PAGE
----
WCC News: Bethlehem and its basilica are signs of hope for the whole human family, the Jerusalem patriarch tells WCC
Bethlehem and its basilica are signs of hope, not just to one community or church, but to the whole human family, His Beatitude Patriarch Theophilus III of Jerusalem and All Palestine told a gathering at the World Council of Churches in Geneva.
His Beatitude Patriarch Theophilos III spoke at the 12 September opening of the “Bethlehem Reborn – Palestine – The Wonders of the Nativity” exhibition on the renovation and restoration of the Church of the Nativity in Bethlehem.
“Pilgrims of all faiths and none come here every day, drawn, as the Magi of old were drawn, by a star of hope in their hearts. A star of hope for a better world. A star of hope for that peace ‘which passes understanding’ (Phil. 4:7),” the patriarch told Palestinian officials and around 50 diplomats and other guests.
“As we struggle to preserve a vital and vibrant Christian presence in the Holy Land in the face of a resurgence of radicalism and hatred in the society, and as our world is plunged deeper and deeper into confusion and despair, the universal spiritual vocation of Bethlehem and the Basilica has never been more urgent.”
Patriarch Theophilos said the church is not a mere archaeological site or museum: “It is a living witness to hope and to light and to life.”
The exhibition, marking the first renovation of the Church of the Nativity in hundreds of years, has toured different world cities, including Paris, Rome, and other parts of Italy. After four weeks in Geneva, it will move to Washington, DC, in November.
World Council of Churches general secretary, Rev. Prof. Dr Jerry Pillay, said the exhibition celebrates the results of a fruitful collaboration with partners in Palestine.
“We are also here to celebrate the continuous presence and witness of our churches in the Holy Land. Moreover, we are here to celebrate Bethlehem, the city of peace,” said Pillay at the gathering.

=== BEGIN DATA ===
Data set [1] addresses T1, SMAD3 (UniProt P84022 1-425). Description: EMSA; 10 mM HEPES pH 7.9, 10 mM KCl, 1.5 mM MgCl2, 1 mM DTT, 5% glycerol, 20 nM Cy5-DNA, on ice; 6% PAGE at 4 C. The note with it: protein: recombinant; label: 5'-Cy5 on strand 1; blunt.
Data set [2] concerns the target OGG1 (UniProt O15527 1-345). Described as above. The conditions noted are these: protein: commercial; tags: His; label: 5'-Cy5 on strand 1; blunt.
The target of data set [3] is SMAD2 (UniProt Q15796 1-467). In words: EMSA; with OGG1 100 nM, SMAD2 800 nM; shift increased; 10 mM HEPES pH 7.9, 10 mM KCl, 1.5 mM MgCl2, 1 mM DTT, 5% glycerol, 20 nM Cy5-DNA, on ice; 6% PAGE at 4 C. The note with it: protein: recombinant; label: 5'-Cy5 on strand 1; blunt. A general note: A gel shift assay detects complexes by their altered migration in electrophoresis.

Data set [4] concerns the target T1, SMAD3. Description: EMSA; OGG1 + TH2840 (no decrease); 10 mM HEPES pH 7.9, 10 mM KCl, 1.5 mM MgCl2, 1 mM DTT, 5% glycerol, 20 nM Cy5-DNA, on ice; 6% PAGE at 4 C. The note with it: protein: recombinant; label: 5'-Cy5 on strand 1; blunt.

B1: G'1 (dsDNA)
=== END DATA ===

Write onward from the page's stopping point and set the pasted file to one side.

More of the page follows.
“Bethlehem calls us to justice while its people suffer division and disparities. The streets that witnessed the footsteps of prophets and kings now echo the cries for justice and self-determination. The walls of the city and the church of the Nativity tell tales of resistance, resilience, and an unwavering commitment to a just cause.”
Pillay said Bethlehem calls the world to hope despite the checkpoints, barriers, and ongoing conflicts.
“Let us draw inspiration from this sacred place to work tirelessly for a world where these ideals become a reality for everyone,” said the WCC general secretary.
Dr Ramzi Khoury, member of the Executive Committee of the Palestine Liberation Organization and chairman of the High Presidential Committee for Church Affairs, spoke of what his people want:
“Our demand is for our people to live a dignified life free from occupation, like any other nation in the world, to build a prosperous future and preserve, with your assistance, the remaining Palestinian Christian presence in the Holy Land,” said Khoury.
“Our people, despite all obstacles mentioned and more, are a resilient people who safeguard their heritage and sanctities.” He noted that the Church of the Nativity is one of the oldest churches in the world, dating back to 313 AD. In 2013, it underwent renovation to restore it to its former state.
Birth of Jesus
“It witnessed the birth of our Lord Jesus Christ and carried a message of justice, peace, and love to the world. Sadly, today, it is surrounded by the Apartheid wall, which separates it from its twin, the Church of the Holy Sepulchre, in the occupied city of Jerusalem,” said Khoury.
Dr Ibrahim Khraishi, the Palestinian ambassador to the United Nations in Geneva, said, “We are gathering at the World Council of Churches, a symbol of Christian unity, to celebrate our accomplishments and reaffirm our commitment to protect the Christian presence at its birthplace in Palestine.
“This exhibition provides a unique opportunity to connect not just with the historic buildings but also with the people, reminding us that occupied Jerusalem requires our support during these challenging times when freedom is denied.”
Bethlehem is on a mountainous plateau less than 10 kilometres (six miles) south of the Old City of Jerusalem, along the main road between Jerusalem and Hebron. During its 1,700-year history, the town has survived invasions, regime changes, fires, and earthquakes.
The exhibition is promoted by the State of Palestine; Higher Presidential Committee of Churches Affairs in Palestine; Presidential Committee for the Restoration of the Church of the Nativity; and the Embassy of the State of Palestine to the Holy See in cooperation with Bethlehem Development Foundation; Piacenti S.p.a and with the participation of University of Pavia.